Because I have no burning desire to be struck off my inheritance, I shall not say much about my parents’ house except this. It does not seem to be a place, to inspire people wishing to possess it, to go on sprees of wars, murders & random killings to achieve their ends. I did not find this to be the case with Turkey.
I am sure that there must be places in Turkey, which must be oasis of peace & love. Places where poets & lovers converge to indulge in the others profession without much success. Places where the sun shines through the morning mist on the diamonds of the dewdrops floating on the ocean of green grass. Places, which I have simply not seen. Not with my own eyes, not on TV, not in the movies. As far as I can categorically say, like rendition, it simply does not exist.
My deep research over the past month, through the above-mentioned media, have led me to have much greater insight into this fascinating country that I never had. Simply said, Turkey is one angry country. Few places probably other then those like India, Jerusalem, and the sets of Terminator have seen more bloodshed then that of Turkey. You have but to look at the world map, nay, simply give it a bare glance, to know that if you want to go anywhere in this world, you have to kill a few people in Turkey. And that precisely is the reason for the resentment out here. Throughout history, people have fought, died, killed, pillaged, plundered, looted, razed, murdered, plotted and all that, in Turkey, simply so that they could go to some other place. Unless you have had a life like mine, where women constantly mob you, so that they can get your pals phone number, you can barely grasp the deep trauma that this nation has gone through in its tumultuous history.
Whether you were a young Greek upstart who wanted to rule the world, or some wizened Pope, who wanted a flag to fly over Jerusalem, or a sailor who wanted to fill up his ship in the Black sea, you had to cross Turkey. We shall concern ourselves with the latter.
The US Navy refers to the Mediterranean as ‘The Lagoon’. But for some reason, some of the worst weather I have experienced, has been in the Med. The problem is exacerbated by the fact that in the confines of the Med, you find yourself unable to even alter your course & dodge the meandering lows. So it was with a sense of relief that I left the relatively open waters and entered the Aegean Sea. To get from the Aegean Sea to the Black sea, one needs to pass through two very narrow straits in Turkey with a small mass of water between them, about a hundred miles wide, called ‘the Marmara Sea’ Tired of ships making a mess of matters in their territorial waters, just to get to the other side, the Turkish authorities have taken the managing of the maritime traffic into their own hands & made pilotage compulsory for large ships. Inspite of that, mess-ups do happen. Take for instance the fact that for the last five days, traffic in the Canakkale straits is blocked because one of the ships ran aground at a tricky bend. Thus causing the rest of us to wait at the mouth of the channel. Something like a huge truck breaking down in the middle of a narrow bridge, piling up traffic on either side. So while the Turks sip their tea & pull with their tugs, the ships keep piling up in their coastal seas, spewing up sewage & category five garbage, waiting so that they can go some place else.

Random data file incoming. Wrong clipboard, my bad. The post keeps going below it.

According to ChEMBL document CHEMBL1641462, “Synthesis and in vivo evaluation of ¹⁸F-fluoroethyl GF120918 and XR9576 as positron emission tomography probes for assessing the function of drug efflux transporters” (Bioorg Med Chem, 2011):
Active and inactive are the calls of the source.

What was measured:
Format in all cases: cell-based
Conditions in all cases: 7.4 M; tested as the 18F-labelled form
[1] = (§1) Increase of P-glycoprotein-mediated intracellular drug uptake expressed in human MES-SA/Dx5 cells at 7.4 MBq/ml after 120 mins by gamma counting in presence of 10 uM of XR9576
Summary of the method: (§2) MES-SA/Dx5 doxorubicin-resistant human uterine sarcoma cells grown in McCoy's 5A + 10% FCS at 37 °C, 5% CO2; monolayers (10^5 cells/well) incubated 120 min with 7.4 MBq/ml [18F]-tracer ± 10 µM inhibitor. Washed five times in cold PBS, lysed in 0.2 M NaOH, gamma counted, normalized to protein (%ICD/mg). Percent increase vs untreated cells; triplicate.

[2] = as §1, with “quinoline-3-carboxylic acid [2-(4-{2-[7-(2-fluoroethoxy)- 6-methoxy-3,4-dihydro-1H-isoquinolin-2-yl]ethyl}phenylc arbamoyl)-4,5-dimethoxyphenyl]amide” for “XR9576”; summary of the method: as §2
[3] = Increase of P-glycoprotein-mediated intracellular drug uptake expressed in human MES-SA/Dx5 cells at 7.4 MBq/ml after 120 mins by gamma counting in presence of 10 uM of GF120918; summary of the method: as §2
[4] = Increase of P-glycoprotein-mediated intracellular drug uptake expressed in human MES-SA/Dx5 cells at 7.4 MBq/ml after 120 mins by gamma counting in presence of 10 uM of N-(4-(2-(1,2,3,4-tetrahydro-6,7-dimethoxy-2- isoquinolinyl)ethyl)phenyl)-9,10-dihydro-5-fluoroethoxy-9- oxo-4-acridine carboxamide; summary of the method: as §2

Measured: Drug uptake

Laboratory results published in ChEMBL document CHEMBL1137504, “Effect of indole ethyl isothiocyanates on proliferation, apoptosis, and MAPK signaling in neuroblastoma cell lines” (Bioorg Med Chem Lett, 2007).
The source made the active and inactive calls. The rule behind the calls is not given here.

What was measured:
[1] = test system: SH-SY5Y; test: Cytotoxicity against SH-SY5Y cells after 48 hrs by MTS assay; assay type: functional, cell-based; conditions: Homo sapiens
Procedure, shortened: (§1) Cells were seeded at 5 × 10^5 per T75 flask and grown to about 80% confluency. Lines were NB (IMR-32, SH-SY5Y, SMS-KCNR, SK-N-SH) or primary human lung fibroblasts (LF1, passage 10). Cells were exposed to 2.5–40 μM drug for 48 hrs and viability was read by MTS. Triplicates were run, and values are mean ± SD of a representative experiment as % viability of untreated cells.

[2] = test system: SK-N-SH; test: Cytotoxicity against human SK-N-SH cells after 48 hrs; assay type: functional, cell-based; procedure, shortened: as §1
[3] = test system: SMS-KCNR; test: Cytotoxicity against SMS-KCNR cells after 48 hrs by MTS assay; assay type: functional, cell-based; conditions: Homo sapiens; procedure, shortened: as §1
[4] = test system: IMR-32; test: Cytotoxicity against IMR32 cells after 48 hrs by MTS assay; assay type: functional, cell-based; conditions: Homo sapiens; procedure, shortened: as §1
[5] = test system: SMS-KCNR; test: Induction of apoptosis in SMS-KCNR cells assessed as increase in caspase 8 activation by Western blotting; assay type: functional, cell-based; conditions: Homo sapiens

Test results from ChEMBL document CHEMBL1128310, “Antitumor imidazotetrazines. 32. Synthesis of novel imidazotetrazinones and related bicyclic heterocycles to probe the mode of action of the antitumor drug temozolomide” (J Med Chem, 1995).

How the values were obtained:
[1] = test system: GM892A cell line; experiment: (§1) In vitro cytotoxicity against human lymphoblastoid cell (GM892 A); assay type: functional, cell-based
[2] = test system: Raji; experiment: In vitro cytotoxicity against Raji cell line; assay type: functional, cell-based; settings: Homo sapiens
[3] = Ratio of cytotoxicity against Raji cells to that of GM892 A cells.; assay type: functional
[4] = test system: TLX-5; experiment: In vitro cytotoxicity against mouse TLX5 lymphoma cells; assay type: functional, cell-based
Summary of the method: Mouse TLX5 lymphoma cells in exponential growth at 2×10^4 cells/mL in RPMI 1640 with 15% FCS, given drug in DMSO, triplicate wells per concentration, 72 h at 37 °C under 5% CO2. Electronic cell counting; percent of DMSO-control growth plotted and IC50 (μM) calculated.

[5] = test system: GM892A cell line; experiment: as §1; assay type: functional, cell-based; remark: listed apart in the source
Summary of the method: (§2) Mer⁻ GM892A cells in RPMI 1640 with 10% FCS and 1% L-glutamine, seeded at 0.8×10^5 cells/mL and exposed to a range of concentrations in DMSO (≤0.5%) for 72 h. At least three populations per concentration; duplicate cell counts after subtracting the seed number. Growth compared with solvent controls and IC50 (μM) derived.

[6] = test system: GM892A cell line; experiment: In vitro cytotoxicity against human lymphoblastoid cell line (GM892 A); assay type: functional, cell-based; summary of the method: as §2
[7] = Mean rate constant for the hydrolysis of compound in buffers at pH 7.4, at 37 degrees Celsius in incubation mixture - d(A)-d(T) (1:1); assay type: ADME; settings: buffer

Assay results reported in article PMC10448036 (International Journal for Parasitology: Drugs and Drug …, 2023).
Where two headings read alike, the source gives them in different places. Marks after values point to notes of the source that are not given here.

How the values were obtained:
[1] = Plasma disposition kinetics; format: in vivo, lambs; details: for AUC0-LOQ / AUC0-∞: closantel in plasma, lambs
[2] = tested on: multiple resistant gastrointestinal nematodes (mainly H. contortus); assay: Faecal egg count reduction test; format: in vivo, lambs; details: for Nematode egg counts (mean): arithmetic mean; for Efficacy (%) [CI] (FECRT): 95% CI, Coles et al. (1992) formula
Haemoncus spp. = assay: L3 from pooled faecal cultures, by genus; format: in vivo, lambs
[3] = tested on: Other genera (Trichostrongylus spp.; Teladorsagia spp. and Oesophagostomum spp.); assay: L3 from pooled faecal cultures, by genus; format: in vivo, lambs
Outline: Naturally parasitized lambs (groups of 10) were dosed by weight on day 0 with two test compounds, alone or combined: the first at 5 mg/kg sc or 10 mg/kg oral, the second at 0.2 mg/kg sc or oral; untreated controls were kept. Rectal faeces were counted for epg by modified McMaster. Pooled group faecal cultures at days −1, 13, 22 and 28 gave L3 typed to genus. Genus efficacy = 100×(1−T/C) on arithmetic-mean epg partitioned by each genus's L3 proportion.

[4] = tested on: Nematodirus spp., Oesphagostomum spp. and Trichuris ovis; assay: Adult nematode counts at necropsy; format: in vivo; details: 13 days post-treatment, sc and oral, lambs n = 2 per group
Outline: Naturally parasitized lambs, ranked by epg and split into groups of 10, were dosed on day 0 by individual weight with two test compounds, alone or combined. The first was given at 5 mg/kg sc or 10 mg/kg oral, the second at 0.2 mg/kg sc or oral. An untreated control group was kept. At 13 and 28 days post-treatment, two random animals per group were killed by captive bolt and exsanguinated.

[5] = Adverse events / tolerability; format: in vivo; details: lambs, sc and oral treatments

You know, sometimes I really feel for these people.